Chronic use of opioids during pregnancy can affect the fetus with subsequent withdrawal symptoms. Neonatal withdrawal syndrome presents as irritability, hyperactivity and loss of sleep pattern, abnormal crying, tremor, vomiting, diarrhea and subsequent weight loss or failure to gain weight and may result in death. The duration and severity of neonatal withdrawal syndrome varies based on the drug used, duration of use, the time and dose of last maternal use, and rate of elimination by the newborn. Use standard care as medically appropriate.
Low concentrations of opioid analgesics have been detected in breast milk with the potential for withdrawal symptoms when administration of opioid analgesics to the mother is stopped. The distribution of hydromorphone has not been studied. It is prudent to assume that hydromorphone would also distribute into breast milk. Ordinarily, nursing should not be undertaken while a patient is receiving Palladone™ Capsules because of the possibility of sedation and/or respiratory depression in the infant.
The safety and effectiveness of Palladone™ Capsules have not been established in patients below the age of 18 years.
Of the total number of subjects in clinical studies of Palladone™ Capsules, 22% were 65 and over, and 6% were 75 and over. Dosages should be adjusted according to the clinical situation. As with all opioids, the starting dose should be reduced to 1/3 to 1/2 of the usual dosage in debilitated patients. Respiratory depression is the chief hazard in elderly or debilitated patients, usually following large initial doses in non-tolerant patients, or when opioids are given in conjunction with other agents that depress respiration.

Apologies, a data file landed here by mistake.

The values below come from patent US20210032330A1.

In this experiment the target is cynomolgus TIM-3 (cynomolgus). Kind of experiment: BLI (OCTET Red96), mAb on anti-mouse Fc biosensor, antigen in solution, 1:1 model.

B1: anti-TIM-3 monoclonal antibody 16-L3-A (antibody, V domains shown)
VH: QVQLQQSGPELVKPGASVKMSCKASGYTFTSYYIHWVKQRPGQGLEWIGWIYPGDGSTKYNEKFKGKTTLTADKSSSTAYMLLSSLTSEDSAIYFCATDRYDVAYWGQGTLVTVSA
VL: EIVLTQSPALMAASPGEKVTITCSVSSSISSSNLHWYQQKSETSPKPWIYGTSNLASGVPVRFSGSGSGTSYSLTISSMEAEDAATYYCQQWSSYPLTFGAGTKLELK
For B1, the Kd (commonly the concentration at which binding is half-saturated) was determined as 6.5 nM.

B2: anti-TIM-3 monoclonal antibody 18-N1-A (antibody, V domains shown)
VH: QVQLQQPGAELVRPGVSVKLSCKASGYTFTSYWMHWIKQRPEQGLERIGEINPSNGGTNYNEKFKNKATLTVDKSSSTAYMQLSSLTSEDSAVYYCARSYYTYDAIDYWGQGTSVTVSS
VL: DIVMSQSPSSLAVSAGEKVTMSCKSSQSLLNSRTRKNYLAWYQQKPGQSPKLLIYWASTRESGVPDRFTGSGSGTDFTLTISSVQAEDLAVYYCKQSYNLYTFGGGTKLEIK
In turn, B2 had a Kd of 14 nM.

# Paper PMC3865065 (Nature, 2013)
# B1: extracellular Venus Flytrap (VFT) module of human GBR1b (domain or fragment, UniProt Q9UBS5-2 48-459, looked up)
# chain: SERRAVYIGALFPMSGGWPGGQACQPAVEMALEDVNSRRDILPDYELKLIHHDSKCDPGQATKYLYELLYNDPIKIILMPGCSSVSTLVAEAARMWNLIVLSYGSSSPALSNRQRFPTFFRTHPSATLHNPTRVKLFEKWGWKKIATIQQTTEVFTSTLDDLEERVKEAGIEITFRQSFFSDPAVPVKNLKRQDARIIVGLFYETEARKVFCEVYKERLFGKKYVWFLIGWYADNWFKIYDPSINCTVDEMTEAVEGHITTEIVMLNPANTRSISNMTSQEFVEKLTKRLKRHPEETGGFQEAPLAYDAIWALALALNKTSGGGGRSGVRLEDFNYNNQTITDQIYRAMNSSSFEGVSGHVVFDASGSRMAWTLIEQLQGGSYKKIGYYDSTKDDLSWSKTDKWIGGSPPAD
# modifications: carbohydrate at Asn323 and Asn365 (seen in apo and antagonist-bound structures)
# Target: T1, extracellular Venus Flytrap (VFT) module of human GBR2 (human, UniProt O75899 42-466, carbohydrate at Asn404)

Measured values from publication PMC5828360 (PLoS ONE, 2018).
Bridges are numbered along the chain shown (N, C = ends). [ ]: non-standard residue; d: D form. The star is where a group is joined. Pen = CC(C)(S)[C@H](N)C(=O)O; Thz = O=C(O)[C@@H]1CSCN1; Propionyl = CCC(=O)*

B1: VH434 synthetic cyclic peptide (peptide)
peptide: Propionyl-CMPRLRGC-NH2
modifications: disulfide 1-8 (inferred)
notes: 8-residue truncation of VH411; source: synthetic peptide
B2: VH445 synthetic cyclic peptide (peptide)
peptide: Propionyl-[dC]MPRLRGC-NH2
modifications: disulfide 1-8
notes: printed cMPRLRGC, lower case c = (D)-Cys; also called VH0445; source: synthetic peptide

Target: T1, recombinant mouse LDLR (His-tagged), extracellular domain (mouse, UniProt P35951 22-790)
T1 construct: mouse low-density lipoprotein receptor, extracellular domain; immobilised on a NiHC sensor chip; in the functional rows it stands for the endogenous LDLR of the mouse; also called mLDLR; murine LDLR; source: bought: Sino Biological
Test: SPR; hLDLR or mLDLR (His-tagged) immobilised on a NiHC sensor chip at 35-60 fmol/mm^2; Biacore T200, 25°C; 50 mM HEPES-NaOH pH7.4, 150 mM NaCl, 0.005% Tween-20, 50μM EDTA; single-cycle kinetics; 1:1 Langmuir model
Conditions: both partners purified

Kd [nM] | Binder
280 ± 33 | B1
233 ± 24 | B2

Due to the broad range of plasma concentrations that are associated with individual daily dose requirements to achieve adequate pain relief, the varying degrees of pain, and the development of tolerance seen in patient populations, plasma hydromorphone measurements are usually not helpful in clinical management.
Palladone™ Capsules were not studied in patients with severe hepatic impairment and are not recommended for use in such patients. Care in initial dose selection and careful observation are recommended in patients with evidence of mild to moderate hepatic impairment.
In patients with mild to moderate renal impairment, based on calculated creatinine clearance, the concentrations of hydromorphone in plasma were slightly higher than in subjects with normal renal function. Dosages should always be adjusted according to the clinical situation.
There were no male/female differences detected for efficacy, pharmacokinetic metrics or adverse events in clinical trials.
Analgesia and adverse events were similar in the various ethnic groups included in the clinical program.
The safety of Palladone™ Capsules was evaluated in double-blind clinical trials involving 612 patients with moderate to severe pain. An open-label extension study involving 143 patients with cancer pain was conducted to evaluate the safety of Palladone™ Capsules when used for longer periods of time in higher doses than in the controlled trials. Patients were treated with doses averaging 40 to 50 mg of Palladone™ Capsules per day (ranging between 12 and 500 mg/day) for several months (range 1 to ≥52 weeks).
Serious adverse reactions which may be associated with Palladone™ Capsules therapy in clinical use are similar to those of other opioid analgesics, including respiratory depression, apnea, respiratory arrest, and to a lesser degree, circulatory depression, hypotension, shock or cardiac arrest (see OVERDOSAGE).
Adverse Events Reported in Controlled Trials
Table 3 lists treatment emergent signs and symptoms that were reported in at least 2% of patients in the placebo-controlled trials for which the rate of occurrence was greater for those treated with 12mg Palladone™ Capsules than those treated with placebo.drug abuse and dependence (addiction)
(N = 191)
(N = 190)
|* Average exposure was 21 days for Palladoneä and 15 days for placebo.|
|Total percentage of patients|
|Body as a Whole||15.7%||18.4%|
Adverse Events Observed in Clinical Trials